Category Archives: Labour

Death through hexangulation

donald dewar
donald dewar by Tom Donald, on Flickr.
I moved to Scotland in 2002, so I don’t have any memories of the creation of the Scottish Parliament — when I moved here, it was already a fact of life. However, based on what I’ve read, I believe Labour’s thinking in the ’90s could be paraphrased as follows:

When we’re in power at Westminster, the Scottish Office works great, but when the Tories are in power, they control the Scottish Office, too, which is a problem because they’re not us. So if we create a Scottish Parliament with a Scottish Executive to replace the Scottish Office, it’ll work exactly the same as before when we’re in power in both places, but when the Tories are in power, we can at least rule Scotland and use it as a showcase for our superior policies.

Unfortunately for Labour, there were a few problems with this analysis. For instance, voters tend to get fed up with all parties at some point with the inevitable consequence that the SNP would eventually get into power in Scotland. Also, Scottish voters would naturally expect the Scottish parties to respond to their concerns and desires, so it would become impossible to have the same policies on both sides of the border, which would be a bigger problem for Scottish Labour than for the other parties.

However, I believe the biggest problem is that New Labour is based on triangulation (“the tactic of shifting party policy in to a broadly perceived “centre-ground” in order to increase electability and outmanoeuvre the opposition, who subsequently become associated with extremism and anachronism”), but you can’t triangulate against two different parties at the same time without exploding like a chameleon on a piece of tartan.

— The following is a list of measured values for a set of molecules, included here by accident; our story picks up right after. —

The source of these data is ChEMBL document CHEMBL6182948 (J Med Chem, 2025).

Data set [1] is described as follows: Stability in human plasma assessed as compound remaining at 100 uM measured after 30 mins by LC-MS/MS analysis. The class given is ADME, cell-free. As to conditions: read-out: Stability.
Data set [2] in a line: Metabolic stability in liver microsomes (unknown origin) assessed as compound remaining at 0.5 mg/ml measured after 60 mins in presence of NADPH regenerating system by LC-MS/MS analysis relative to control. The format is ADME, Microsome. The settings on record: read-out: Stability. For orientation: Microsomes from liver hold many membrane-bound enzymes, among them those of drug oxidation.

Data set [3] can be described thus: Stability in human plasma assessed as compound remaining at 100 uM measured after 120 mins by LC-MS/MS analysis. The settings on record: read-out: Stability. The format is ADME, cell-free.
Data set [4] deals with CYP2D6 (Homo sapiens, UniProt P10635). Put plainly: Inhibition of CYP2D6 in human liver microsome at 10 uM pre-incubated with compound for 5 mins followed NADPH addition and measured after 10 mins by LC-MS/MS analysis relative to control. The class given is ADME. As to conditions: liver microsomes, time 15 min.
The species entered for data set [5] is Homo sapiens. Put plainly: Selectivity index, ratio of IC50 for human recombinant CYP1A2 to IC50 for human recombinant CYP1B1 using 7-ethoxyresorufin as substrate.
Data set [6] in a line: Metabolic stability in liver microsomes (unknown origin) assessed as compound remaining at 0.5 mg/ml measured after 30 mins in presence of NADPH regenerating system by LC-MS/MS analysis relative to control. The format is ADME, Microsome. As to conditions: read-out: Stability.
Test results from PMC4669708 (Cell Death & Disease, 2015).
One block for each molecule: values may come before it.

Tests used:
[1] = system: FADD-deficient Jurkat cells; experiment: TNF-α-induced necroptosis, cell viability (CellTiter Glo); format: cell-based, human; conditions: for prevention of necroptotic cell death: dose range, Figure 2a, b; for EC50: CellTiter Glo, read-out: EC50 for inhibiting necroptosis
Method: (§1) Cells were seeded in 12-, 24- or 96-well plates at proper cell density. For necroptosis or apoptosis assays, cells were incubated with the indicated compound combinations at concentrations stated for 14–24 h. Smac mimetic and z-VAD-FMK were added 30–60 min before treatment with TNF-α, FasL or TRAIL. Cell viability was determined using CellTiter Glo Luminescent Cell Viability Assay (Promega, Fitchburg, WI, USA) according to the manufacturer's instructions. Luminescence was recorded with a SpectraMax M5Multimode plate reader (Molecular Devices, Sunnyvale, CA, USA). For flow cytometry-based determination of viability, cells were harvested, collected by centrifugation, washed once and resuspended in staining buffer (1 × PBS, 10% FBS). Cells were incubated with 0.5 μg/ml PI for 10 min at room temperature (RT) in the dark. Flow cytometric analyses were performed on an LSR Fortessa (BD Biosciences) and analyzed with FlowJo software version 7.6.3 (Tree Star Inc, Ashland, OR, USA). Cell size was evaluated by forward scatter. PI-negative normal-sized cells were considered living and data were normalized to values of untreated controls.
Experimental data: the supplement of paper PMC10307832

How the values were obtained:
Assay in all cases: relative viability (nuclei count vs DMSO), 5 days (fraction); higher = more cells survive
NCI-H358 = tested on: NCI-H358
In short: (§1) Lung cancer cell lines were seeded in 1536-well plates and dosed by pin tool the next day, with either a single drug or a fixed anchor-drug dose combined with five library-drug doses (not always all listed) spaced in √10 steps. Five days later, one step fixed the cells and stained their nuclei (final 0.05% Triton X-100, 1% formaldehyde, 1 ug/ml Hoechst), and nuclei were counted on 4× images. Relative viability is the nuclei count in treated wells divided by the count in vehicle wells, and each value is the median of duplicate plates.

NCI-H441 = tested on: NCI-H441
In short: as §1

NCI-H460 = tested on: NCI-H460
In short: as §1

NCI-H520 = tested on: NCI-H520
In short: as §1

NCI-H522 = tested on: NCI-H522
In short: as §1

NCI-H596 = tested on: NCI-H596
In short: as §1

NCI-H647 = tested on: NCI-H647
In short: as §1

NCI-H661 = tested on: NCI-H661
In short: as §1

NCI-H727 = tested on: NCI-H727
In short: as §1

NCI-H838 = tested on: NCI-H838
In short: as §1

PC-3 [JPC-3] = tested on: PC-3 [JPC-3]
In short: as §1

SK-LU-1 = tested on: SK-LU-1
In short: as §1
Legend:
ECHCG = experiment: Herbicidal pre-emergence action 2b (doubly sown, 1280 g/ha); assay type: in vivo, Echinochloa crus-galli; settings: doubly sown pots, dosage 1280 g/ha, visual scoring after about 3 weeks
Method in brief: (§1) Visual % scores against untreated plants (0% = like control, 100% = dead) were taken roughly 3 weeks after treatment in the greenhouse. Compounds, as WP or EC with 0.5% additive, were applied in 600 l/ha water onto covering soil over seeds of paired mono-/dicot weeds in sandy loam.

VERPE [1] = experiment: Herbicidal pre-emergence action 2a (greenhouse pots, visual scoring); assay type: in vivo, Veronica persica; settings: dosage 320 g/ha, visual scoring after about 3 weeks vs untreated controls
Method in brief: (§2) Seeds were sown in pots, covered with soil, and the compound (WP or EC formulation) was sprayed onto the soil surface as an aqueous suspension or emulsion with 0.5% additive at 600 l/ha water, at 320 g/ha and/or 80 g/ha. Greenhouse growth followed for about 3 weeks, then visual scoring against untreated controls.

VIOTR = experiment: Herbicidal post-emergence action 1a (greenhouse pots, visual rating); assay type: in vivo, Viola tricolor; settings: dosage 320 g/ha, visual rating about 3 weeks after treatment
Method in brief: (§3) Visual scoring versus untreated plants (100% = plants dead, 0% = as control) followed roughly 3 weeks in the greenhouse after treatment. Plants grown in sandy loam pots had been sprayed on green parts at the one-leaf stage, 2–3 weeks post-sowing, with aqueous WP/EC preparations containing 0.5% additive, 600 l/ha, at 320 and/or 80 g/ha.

The reason for this becomes clear when you consider than triangulation really means moving towards your opponent. However, when you have one opponent on the right and another on the left, doing triangulation towards both — let’s call it hexangulation — will tear you apart.

The alternative is to triangulate only in one direction and completely ignore the other opponent. This seems to have been Labour’s solution, focusing on triangulation against the Tories while allowing the SNP to monopolise all the popular policies in Scotland. The result is that they have deserted the centre-left in the process, making it easy for the SNP to supplant Labour as the dominant party north of the border.

Of course it hasn’t helped Labour that their best talent has always been sent to Westminster rather than to Holyrood, and their disastrous idea to keep the constituency candidates off the regional lists got rid of a lot of their best people at the last election.

However, at the end of the day the decision to sacrifice ideology on the altar of triangulation while introducing devolution must be the main reason for Labour’s collapse in Scotland.

Can the SNP realistically take East Renfrewshire?

Rouken Glen 08b
Rouken Glen 08b by TechDaveStudios, on Flickr.
Of all the seats that the SNP would like to win in May 2015, surely East Renfrewshire must be the jewel in the crown. In 1997, when Jim Murphy won what had until then been a safe Tory seat, it demonstrated the strength of New Labour. Today Jim Murphy is still one of the most faithful believers in Tony Blair’s project and it is with this background that he’s trying to become leader of Labour’s Scottish Branch Office. If the SNP manages to win his seat, it will symbolise the final defeat of the New Labour project in Scotland.

However, how likely is it? First of all, let’s have a look at my recent prediction:

Party 2010 Swing 2011 2014 Avg
SNP 4535 12570 9922 24287 12829
LAB 25987 20511 15343 23413 21314
LD 4720 0 980 4252 2488
CON 15567 15823 11254 14025 14167